Summer’s Hot Topic: Can Your Cooling System Overcool Your Hot Rod?

Our home office is in the desert of Southern California, a region the locals have designated “The Inland Empire.” Most Americans are familiar with California’s “high desert” area because the Mojave Desert dominates the area. They don’t tell you that the high desert’s heat often pushes west, down the San Bernardino Mountains in the Inland Empire. The blast of warm air is the equivalent of Satan exhaling deeply across the open range for three or four months. We’re talking stupidly hot. Ermahgerd hot!  

Keeping V8-powered cruisers, hot rods, and street machines cool is a real chore, and Southern Californians have become experts in engine cooling system design. In fact, Champion Cooling is located at the undefined western edge of the Inland Empire in Lake Elsinore. Cooling has become such a HOT topic that legendary parts manufacturer Holley Performance Products jumped into the ballgame with its Frostbite line of performance cooling products. We also tapped into Edelbrock’s veteran technical expert, Smitty Smith, for some help. Modern aftermarket cooling products sometimes work so well, we couldn’t help but wonder, could an engine actually be cooled too well? So we went in search of an answer to that very question.

Is Overcooling An Issue?

Almost every automobile’s stock engine cooling system is designed with overcooling capacity for typical daily drivers. It’s when “go-faster” performance parts are added that things can get a little heated. Too much heat is an engine’s worst enemy. Many enthusiasts install high-flow water pumps to help combat heat issues. Others say high-flow pumps move the coolant too fast, causing more of a problem than it fixes. 

… adding excessive coolant flow will cost horsepower to drive it, but not increase cooling capacity. – Smitty Smith, Edelbrock

Too much flow causing overheating is a myth, according to Edelbrock’s, Smitty Smith. “There is a whole lot of science behind heat exchangers, but the bottom line is more flow will never cause a decrease in cooling performance,” he said. “But, there are definitely diminishing returns. Increasing coolant flow is good, but adding excessive coolant flow will cost horsepower to drive it, and not increase cooling capacity.”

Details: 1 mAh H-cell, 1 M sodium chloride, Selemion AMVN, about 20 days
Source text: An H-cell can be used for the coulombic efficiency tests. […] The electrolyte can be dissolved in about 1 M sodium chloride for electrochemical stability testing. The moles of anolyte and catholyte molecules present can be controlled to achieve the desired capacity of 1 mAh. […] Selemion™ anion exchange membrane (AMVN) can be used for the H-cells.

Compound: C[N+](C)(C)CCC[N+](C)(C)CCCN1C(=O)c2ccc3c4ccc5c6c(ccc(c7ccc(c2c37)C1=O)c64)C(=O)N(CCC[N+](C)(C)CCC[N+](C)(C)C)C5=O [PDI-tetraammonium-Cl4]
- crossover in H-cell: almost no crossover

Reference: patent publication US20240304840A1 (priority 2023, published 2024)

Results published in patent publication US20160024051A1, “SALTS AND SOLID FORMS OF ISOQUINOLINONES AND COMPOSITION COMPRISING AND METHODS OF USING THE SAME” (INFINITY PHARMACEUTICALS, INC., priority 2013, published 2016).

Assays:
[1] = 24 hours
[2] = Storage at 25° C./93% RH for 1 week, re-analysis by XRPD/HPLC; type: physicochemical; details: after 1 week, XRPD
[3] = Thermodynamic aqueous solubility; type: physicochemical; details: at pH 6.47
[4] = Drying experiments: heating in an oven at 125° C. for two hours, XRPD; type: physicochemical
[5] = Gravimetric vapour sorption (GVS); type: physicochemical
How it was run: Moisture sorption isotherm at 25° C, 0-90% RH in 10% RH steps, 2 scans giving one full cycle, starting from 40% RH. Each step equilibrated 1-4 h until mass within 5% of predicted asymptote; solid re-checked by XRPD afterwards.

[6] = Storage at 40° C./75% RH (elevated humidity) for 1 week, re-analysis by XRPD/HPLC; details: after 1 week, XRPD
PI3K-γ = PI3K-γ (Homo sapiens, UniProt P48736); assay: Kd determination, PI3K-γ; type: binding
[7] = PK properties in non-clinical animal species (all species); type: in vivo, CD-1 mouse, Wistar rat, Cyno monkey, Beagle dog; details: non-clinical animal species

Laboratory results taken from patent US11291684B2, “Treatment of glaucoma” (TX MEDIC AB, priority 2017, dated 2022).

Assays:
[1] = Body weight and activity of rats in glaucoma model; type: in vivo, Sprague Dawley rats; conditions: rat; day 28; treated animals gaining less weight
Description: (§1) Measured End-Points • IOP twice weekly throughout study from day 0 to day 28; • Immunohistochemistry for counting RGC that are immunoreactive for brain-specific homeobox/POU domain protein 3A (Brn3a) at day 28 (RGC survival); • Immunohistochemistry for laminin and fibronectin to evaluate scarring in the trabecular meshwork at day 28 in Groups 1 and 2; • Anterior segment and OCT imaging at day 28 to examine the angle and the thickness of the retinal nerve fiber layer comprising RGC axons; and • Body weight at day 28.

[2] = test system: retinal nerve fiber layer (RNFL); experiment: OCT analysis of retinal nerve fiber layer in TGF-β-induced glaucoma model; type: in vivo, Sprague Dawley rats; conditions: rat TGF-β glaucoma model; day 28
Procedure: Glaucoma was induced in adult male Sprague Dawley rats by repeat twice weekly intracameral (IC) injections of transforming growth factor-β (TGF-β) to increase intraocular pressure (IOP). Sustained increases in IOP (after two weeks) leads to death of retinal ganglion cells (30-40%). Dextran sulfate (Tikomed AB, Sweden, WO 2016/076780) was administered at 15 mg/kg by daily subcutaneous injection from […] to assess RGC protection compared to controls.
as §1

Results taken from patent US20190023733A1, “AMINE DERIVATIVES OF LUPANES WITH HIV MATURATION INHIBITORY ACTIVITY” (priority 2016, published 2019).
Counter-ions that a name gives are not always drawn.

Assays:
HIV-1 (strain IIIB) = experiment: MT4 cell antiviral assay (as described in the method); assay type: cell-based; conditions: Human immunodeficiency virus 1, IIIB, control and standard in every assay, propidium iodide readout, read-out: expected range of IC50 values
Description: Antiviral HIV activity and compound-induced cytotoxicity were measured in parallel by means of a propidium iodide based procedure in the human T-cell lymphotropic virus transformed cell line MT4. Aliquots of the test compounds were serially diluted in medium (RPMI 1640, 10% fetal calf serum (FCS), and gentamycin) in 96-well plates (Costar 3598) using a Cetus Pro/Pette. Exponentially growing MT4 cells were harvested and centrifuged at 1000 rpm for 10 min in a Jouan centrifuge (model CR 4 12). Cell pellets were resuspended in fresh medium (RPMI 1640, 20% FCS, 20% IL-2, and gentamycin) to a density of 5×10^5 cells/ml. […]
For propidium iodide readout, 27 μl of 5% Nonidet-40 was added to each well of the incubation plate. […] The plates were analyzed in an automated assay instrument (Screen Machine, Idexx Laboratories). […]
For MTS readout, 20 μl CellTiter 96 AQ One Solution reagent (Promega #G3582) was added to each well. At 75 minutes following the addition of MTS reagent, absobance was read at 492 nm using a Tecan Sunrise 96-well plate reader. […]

cooling system

High-flow water pumps have helped enthusiasts cool their engines in the modern era.

When asked if a high-flow water pump could cause an overcooling issue, Holley’s Evan Perkins said “Probably not. If everything else in the system is in place and correct, like the thermostat, there’s no reason the engine should not get to operating temperature.”

The fact remains, engine overheating causes damage, which is why so many car builders spend hours designing engine cooling systems that will work well for their car build. Yet, few of these car builders ever consider overcooling or any damage from running too cool. “For a street vehicle, overcooling is not as much of a problem as it is for a performance vehicle. Granted, if your engine is running too cool, it will not be running as efficiently as it could,” said Champion Cooling Systems’ Michael Harding. 

engine cooling

Thermostat – a common culprit of many cooling issues.

About Thermostats

Many experienced mechanics have dealt with Gen I small-block Chevy engines with non-functioning or missing thermostats. This allows the coolant to bypass a temperature regulator (thermostat) and flow directly into the radiator This prevents the engine from reaching normal operating temperature. An engine must reach a satisfactory operating temperature to enhance combustion. The better and more complete the combustion, the more power, and better emissions levels output. “A thermostat provides some resistance in the flow so that the engine doesn’t run too cool,” Harding explained.

Our Experts For This Article

  • Holley Performance Products has automotive enthusiasts covered in the cooling department with a line of accessories by Mr. Gasket and Scott Drake, Weiand Water Pumps, and Frostbite Radiators. Holley and its product lines are among the most respected companies in automotive performance history.
  • Champion Cooling Systems was founded to manufacture high-quality cooling products at affordable prices. This was done to allow more people to enjoy the nostalgia of restoring a classic car. Offering radiators for almost everything driven on the highways in the past 70-years, from American Motors to Willys. If they don’t have it, they can custom make a solution for your application.
  • The Edelbrock Group was created in 2020 with the merging of two performance aftermarket legends, Edelbrock LLC and COMP Performance Group. Both companies represent nearly 130 years of building some of the world’s best-known performance parts for racers and enthusiasts.

What Makes A Good Engine Cooling System?

To understand the issue, we needed to know what makes a good engine cooling system and the theory of how the components work. At the very basic level, there are two types of engine cooling systems: Air cooling and water cooling. Air-cooled engines are typically those engines that are exposed to the outside — like motorcycles and small aircraft. Obviously, air-cooled systems have fewer components and are lightweight. There is no chance of a coolant leak, but these systems are less efficient than liquid-cooled systems